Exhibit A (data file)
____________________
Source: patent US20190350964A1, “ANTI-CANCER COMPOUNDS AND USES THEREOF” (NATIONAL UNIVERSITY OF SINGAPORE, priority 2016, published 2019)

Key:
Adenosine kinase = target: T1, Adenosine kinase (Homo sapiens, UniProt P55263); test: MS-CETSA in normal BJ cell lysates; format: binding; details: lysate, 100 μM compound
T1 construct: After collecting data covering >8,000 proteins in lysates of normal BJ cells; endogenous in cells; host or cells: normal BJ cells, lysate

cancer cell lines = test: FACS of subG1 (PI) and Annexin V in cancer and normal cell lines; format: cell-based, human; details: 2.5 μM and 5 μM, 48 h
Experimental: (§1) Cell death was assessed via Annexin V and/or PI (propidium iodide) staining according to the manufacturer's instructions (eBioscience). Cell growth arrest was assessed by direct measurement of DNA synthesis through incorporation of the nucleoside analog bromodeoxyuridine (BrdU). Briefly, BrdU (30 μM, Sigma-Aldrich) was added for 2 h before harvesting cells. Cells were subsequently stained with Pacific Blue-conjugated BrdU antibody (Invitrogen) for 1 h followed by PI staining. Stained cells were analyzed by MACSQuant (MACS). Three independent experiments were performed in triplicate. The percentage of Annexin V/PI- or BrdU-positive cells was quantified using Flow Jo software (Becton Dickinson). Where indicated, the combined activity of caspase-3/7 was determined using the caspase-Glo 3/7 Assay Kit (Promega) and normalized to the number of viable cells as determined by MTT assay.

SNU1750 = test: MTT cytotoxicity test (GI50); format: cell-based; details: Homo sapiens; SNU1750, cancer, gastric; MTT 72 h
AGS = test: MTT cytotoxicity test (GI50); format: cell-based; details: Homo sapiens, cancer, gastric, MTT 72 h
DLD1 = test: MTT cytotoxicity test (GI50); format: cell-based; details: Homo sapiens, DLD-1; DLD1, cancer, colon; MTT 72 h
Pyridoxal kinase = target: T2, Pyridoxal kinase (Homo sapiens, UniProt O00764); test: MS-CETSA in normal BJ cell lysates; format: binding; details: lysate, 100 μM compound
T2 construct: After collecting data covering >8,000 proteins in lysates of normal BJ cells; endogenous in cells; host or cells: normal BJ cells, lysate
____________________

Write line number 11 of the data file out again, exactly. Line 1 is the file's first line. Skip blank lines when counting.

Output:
T2 construct: After collecting data covering >8,000 proteins in lysates of normal BJ cells; endogenous in cells; host or cells: normal BJ cells, lysate